Lowell Wind Project is not green
To the Editor:
During the Great Depression, the WPA proposed building a road along the spine of the Green Mountains in order to create jobs in the state. Vermonters wisely rejected the plan: they understood that desecrating the mountains would entail a deeper cost than any economic benefit the road might bring.
Unfortunately, Governor Shumlin lacks the same level of wisdom, and has been aggressively promoting utility-scale wind development along our ridgelines. The reason, he claims, is that we need to do something about global warming. But these large-scale projects will have a negligible impact on climate change: because their output varies so widely depending on wind conditions, utilities must compensate by ramping up and down other power plants, often fossil-fuel based. Those plants operate less efficiently as a result, and emit higher levels of greenhouse gases. What's more, every ridgeline development requires clear-cutting hundreds of acres of forest -- a CO2 sink -- to make way for tower pads, transmission lines, and access roads.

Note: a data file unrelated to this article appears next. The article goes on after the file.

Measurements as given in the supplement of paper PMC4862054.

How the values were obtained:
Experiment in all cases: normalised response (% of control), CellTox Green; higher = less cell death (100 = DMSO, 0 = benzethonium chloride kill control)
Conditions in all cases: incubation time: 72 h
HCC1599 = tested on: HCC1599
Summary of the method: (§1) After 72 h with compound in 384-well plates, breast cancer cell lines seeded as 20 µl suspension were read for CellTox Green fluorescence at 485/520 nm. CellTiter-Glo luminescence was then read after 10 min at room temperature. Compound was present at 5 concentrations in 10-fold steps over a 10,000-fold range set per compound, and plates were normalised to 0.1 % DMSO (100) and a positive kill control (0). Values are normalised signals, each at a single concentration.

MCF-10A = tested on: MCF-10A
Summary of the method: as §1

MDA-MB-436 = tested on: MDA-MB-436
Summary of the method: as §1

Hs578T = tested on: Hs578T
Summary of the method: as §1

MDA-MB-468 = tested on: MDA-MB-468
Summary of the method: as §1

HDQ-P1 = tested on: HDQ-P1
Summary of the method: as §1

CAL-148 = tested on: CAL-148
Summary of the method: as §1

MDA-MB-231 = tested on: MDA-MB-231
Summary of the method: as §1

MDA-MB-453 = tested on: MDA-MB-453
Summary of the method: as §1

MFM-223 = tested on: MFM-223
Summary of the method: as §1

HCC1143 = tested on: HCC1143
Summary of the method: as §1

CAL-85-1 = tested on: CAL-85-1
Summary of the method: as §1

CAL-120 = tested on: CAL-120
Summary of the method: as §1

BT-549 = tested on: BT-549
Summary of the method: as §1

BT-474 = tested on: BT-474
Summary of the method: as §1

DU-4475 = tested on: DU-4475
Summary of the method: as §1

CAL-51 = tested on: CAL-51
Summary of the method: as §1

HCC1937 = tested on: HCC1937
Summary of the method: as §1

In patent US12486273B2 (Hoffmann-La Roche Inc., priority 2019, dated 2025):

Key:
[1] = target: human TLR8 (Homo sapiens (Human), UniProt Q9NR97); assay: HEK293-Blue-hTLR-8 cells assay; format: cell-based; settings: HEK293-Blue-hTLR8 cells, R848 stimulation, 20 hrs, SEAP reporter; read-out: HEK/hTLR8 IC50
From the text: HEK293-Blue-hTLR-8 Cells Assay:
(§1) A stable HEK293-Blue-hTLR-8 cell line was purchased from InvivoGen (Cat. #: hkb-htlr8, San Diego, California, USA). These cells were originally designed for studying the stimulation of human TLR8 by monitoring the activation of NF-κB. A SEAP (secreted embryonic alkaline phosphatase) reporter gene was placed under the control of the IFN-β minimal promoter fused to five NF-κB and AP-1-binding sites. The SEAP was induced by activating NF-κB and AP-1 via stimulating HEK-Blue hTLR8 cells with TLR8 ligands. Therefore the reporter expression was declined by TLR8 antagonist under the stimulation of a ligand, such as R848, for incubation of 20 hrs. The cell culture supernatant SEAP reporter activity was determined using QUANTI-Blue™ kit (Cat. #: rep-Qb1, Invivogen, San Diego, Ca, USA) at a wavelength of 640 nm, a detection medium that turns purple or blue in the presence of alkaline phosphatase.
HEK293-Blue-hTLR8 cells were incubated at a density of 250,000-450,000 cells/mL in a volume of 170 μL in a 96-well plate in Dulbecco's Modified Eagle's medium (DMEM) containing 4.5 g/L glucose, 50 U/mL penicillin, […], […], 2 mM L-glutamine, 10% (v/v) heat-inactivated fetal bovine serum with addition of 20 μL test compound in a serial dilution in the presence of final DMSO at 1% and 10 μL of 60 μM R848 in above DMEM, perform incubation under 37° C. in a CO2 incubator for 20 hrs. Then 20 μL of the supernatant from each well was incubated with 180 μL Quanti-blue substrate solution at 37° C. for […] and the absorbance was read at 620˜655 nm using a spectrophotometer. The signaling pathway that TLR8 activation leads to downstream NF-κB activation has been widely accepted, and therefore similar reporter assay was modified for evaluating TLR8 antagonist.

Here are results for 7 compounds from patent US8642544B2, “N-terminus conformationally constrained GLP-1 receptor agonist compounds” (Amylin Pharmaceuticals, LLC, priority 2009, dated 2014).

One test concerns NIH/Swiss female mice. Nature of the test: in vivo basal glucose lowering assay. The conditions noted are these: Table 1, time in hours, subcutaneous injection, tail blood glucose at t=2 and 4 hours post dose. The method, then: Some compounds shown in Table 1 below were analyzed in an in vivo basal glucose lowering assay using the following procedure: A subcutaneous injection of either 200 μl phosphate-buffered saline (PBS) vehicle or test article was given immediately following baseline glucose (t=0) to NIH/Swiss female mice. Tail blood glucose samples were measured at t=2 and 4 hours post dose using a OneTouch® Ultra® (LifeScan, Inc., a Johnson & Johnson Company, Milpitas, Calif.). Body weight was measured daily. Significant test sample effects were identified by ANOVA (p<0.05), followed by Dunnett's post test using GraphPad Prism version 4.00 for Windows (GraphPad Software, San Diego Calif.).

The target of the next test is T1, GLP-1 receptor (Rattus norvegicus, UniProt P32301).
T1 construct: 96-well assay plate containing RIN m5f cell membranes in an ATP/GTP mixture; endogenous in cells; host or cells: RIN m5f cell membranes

These massive projects are not about being "green," they're about making money, much of it from government subsidies. For the Lowell Project, Green Mountain Power expects to reap $46 million in production tax credits, and millions more through the sale of renewable energy credits.
We still have largely pristine mountains in this state because of the wisdom of an earlier generation of Vermonters. At stake today are at least 200 miles of ridgeline. Don't let future generations point to ours as the generation that sold out Vermont's soul.